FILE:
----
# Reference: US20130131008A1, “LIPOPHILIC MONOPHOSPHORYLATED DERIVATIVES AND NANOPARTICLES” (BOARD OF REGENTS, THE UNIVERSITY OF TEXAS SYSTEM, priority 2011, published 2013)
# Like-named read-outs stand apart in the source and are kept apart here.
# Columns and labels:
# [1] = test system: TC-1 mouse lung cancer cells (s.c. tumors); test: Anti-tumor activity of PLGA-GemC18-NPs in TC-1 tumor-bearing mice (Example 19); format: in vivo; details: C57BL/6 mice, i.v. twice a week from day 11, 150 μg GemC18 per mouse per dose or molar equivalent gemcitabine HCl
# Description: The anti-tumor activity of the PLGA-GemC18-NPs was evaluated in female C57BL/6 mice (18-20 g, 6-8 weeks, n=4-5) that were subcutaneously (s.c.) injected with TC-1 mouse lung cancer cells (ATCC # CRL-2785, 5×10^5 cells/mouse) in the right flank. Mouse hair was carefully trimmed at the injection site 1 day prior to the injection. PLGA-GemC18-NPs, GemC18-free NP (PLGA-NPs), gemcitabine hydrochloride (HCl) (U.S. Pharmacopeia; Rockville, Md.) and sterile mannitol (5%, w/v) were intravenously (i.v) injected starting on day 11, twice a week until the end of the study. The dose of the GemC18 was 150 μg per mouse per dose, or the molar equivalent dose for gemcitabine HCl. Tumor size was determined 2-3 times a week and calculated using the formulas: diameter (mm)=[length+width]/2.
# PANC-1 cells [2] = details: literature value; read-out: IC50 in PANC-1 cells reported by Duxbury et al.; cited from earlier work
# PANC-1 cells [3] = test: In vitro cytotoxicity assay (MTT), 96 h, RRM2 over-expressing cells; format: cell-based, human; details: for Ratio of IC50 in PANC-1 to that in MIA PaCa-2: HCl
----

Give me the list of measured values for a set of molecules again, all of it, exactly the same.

# Reference: US20130131008A1, “LIPOPHILIC MONOPHOSPHORYLATED DERIVATIVES AND NANOPARTICLES” (BOARD OF REGENTS, THE UNIVERSITY OF TEXAS SYSTEM, priority 2011, published 2013)
# Like-named read-outs stand apart in the source and are kept apart here.
# Columns and labels:
# [1] = test system: TC-1 mouse lung cancer cells (s.c. tumors); test: Anti-tumor activity of PLGA-GemC18-NPs in TC-1 tumor-bearing mice (Example 19); format: in vivo; details: C57BL/6 mice, i.v. twice a week from day 11, 150 μg GemC18 per mouse per dose or molar equivalent gemcitabine HCl
# Description: The anti-tumor activity of the PLGA-GemC18-NPs was evaluated in female C57BL/6 mice (18-20 g, 6-8 weeks, n=4-5) that were subcutaneously (s.c.) injected with TC-1 mouse lung cancer cells (ATCC # CRL-2785, 5×10^5 cells/mouse) in the right flank. Mouse hair was carefully trimmed at the injection site 1 day prior to the injection. PLGA-GemC18-NPs, GemC18-free NP (PLGA-NPs), gemcitabine hydrochloride (HCl) (U.S. Pharmacopeia; Rockville, Md.) and sterile mannitol (5%, w/v) were intravenously (i.v) injected starting on day 11, twice a week until the end of the study. The dose of the GemC18 was 150 μg per mouse per dose, or the molar equivalent dose for gemcitabine HCl. Tumor size was determined 2-3 times a week and calculated using the formulas: diameter (mm)=[length+width]/2.
# PANC-1 cells [2] = details: literature value; read-out: IC50 in PANC-1 cells reported by Duxbury et al.; cited from earlier work
# PANC-1 cells [3] = test: In vitro cytotoxicity assay (MTT), 96 h, RRM2 over-expressing cells; format: cell-based, human; details: for Ratio of IC50 in PANC-1 to that in MIA PaCa-2: HCl